I was touched deeply by an article that a friend of mine posted during Thanksgiving and wanted to share more about it in today’s post. The article titled Grateful and Grieving was written by Angela Miller and was about the holidays and the particular grief of a mother that has lost a child. You can read the article, here. While, about the particular grief of a mother who has lost a child, I planned to expand on it and share the message with others:
For my Mom, who lost her son, Stephen.
For all women who have lost a child to death.
For all women who have experienced a miscarriage.
And, for all those who lose children but not to death:
Birthmothers who offer their child to another.
Foster mothers who lose a child they love.
Women who have experienced a failed adoption.
Infertile women who never carried and held their child.
And, for all children who lose their mother from an untimely death.
As so often happens, life has presented a different reason to write, a different perspective. I share my thoughts today, in deep sadness from yesterday’s loss of a friend who beat cancer but could not recover from radiation. My heart is heavy for all those who loved and cared for her, especially her two young children. My eyes and heart opened to the particular grief of a child grieving the untimely death of their mother. One of my friend’s daughters was adopted, and this brings up one of my greatest fears. What if something happens to me? As an adoptive mom, this is a magnified concern. My child has already experienced one of the greatest losses a child can face and there is no guarantee he will not face it again.
When he was young, we often listened to a song titled, Lullaby, by the Dixie Chicks. The lyrics ask, “How long do you want to be loved? Is forever enough, Is forever enough?” I always told my son it was a special song from Mommy and God to him. I wanted him to hear that we are a forever family and that we would never leave him. I knew I could do everything in my power to make that happen in this life; I could not promise forever. That is God’s promise for all of us.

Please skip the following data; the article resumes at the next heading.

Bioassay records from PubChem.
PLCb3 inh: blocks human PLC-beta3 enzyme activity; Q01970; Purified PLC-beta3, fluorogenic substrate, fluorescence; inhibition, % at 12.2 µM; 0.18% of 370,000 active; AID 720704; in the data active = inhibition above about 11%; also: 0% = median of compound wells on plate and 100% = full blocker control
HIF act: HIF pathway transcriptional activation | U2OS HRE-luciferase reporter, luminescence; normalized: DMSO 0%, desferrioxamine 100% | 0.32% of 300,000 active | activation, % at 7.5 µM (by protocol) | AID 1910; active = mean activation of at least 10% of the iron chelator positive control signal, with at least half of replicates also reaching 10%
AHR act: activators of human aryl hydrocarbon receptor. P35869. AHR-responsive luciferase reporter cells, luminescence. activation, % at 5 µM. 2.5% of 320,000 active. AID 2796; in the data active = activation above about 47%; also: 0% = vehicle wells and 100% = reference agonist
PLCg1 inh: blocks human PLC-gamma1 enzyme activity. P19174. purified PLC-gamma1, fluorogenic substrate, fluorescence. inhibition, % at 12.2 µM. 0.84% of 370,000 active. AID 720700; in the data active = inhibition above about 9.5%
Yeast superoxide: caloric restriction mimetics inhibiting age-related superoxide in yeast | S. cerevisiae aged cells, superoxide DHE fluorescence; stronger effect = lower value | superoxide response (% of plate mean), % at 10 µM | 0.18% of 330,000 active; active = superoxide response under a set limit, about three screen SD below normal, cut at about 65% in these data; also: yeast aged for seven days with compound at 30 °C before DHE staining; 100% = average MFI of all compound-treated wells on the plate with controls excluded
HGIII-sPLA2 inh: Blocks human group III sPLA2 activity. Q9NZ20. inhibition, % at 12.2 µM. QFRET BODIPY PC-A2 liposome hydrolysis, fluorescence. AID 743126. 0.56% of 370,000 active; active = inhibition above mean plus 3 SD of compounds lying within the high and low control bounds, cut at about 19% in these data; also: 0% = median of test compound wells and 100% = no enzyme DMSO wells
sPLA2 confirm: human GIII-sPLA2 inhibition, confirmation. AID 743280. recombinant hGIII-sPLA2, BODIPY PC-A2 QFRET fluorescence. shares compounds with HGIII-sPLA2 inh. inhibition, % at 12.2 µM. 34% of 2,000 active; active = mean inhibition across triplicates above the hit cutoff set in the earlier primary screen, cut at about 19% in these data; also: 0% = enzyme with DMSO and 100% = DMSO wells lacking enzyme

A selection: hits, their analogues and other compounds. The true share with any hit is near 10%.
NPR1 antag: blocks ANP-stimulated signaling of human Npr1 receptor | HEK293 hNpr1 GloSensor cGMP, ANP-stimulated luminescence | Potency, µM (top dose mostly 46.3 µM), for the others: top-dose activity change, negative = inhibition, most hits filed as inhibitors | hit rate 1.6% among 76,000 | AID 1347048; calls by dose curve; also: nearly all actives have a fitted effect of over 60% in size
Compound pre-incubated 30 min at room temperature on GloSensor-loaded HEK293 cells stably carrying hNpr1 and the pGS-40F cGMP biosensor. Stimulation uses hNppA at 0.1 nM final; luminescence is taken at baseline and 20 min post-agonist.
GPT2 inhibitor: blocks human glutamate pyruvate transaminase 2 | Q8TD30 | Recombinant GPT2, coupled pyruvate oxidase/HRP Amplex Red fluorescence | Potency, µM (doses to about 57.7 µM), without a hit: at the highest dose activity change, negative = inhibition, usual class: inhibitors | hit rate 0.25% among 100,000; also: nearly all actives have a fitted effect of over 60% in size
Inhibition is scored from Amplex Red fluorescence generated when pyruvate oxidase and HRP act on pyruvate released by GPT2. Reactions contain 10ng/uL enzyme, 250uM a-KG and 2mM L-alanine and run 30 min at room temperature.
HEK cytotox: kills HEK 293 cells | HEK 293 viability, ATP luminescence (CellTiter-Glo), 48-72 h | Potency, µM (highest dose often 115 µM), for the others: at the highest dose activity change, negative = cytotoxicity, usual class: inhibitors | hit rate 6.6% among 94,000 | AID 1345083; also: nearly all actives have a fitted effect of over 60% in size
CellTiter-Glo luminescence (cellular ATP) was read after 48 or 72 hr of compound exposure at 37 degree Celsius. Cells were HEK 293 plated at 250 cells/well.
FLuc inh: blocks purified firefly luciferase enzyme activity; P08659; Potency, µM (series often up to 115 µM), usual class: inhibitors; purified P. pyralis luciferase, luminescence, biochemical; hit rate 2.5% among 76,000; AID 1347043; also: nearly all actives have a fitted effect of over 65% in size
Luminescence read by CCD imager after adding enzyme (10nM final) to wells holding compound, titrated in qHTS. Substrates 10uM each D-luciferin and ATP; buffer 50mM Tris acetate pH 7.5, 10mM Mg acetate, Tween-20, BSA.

My only source of comfort for my friend’s daughter, my son, and all adopted children is in my faith in God’s “forever home.”
For the LORD is good and his love endures forever; his faithfulness continues through all generations.
For this, we can be grateful and for our loss, we can grieve. If you or someone you know has suffered a loss, like that of losing a mother or child, remember this advice from Angela Miller as we journey through this holiday:
When you see me this holiday season, pull up a chair beside me, and open wide your heart and ears to the truth of my experience. At first glance it might appear that I seem ungrateful, but I beg you, look again. The depth of my gratitude runs deeper than you know, for I know more than most how quickly my greatest blessings can be taken in an instant; I know the immeasurable pain of being robbed of my greatest joy. (“Grateful and Grieving” by Angela Miller November 17, 2015, A Bed For My Heart)
My pastor recently said that God doesn’t have any grandchildren because we are all his children. My Deacon sister and precious child of God, you are now in your forever home. I will miss you.
Amy Bezecny, MDiv
Adoptive/Foster Care Fellow, Hope and Healing Center & Institute
If you have suffered the loss of a child, please consider joining us for on February 27th for Journey of the Heart with Kay Warren. Click here to learn more and register.